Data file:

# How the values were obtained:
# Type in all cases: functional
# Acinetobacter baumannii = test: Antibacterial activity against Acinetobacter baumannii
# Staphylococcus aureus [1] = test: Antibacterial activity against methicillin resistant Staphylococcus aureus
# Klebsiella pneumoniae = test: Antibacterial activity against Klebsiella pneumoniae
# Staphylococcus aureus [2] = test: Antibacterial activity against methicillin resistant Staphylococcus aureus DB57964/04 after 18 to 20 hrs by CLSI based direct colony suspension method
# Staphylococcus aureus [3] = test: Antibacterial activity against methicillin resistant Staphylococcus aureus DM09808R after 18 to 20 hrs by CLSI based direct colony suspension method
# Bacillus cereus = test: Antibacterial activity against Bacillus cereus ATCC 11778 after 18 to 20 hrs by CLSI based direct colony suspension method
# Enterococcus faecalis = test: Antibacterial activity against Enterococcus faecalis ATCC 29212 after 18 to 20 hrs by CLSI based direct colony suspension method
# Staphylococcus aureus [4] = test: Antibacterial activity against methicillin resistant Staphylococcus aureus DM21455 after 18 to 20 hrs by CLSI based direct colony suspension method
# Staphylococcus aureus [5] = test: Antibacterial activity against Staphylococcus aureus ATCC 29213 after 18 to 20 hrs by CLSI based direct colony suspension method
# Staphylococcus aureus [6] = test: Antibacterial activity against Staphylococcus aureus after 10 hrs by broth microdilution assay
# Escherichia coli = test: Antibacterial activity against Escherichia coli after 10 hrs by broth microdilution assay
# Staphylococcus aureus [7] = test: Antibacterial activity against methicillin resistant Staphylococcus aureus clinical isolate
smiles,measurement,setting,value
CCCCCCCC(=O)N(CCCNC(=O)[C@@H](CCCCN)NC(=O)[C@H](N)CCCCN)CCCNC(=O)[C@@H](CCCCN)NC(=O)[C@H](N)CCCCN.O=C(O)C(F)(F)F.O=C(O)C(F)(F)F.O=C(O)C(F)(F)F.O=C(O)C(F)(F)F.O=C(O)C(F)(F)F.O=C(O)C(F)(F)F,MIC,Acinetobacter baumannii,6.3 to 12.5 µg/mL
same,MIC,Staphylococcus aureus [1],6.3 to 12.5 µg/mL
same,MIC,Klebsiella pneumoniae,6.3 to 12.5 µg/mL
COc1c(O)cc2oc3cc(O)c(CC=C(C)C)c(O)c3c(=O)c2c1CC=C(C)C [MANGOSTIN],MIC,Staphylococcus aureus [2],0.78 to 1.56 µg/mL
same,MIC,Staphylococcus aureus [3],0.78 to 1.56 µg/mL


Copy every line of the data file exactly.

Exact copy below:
# How the values were obtained:
# Type in all cases: functional
# Acinetobacter baumannii = test: Antibacterial activity against Acinetobacter baumannii
# Staphylococcus aureus [1] = test: Antibacterial activity against methicillin resistant Staphylococcus aureus
# Klebsiella pneumoniae = test: Antibacterial activity against Klebsiella pneumoniae
# Staphylococcus aureus [2] = test: Antibacterial activity against methicillin resistant Staphylococcus aureus DB57964/04 after 18 to 20 hrs by CLSI based direct colony suspension method
# Staphylococcus aureus [3] = test: Antibacterial activity against methicillin resistant Staphylococcus aureus DM09808R after 18 to 20 hrs by CLSI based direct colony suspension method
# Bacillus cereus = test: Antibacterial activity against Bacillus cereus ATCC 11778 after 18 to 20 hrs by CLSI based direct colony suspension method
# Enterococcus faecalis = test: Antibacterial activity against Enterococcus faecalis ATCC 29212 after 18 to 20 hrs by CLSI based direct colony suspension method
# Staphylococcus aureus [4] = test: Antibacterial activity against methicillin resistant Staphylococcus aureus DM21455 after 18 to 20 hrs by CLSI based direct colony suspension method
# Staphylococcus aureus [5] = test: Antibacterial activity against Staphylococcus aureus ATCC 29213 after 18 to 20 hrs by CLSI based direct colony suspension method
# Staphylococcus aureus [6] = test: Antibacterial activity against Staphylococcus aureus after 10 hrs by broth microdilution assay
# Escherichia coli = test: Antibacterial activity against Escherichia coli after 10 hrs by broth microdilution assay
# Staphylococcus aureus [7] = test: Antibacterial activity against methicillin resistant Staphylococcus aureus clinical isolate
smiles,measurement,setting,value
CCCCCCCC(=O)N(CCCNC(=O)[C@@H](CCCCN)NC(=O)[C@H](N)CCCCN)CCCNC(=O)[C@@H](CCCCN)NC(=O)[C@H](N)CCCCN.O=C(O)C(F)(F)F.O=C(O)C(F)(F)F.O=C(O)C(F)(F)F.O=C(O)C(F)(F)F.O=C(O)C(F)(F)F.O=C(O)C(F)(F)F,MIC,Acinetobacter baumannii,6.3 to 12.5 µg/mL
same,MIC,Staphylococcus aureus [1],6.3 to 12.5 µg/mL
same,MIC,Klebsiella pneumoniae,6.3 to 12.5 µg/mL
COc1c(O)cc2oc3cc(O)c(CC=C(C)C)c(O)c3c(=O)c2c1CC=C(C)C [MANGOSTIN],MIC,Staphylococcus aureus [2],0.78 to 1.56 µg/mL
same,MIC,Staphylococcus aureus [3],0.78 to 1.56 µg/mL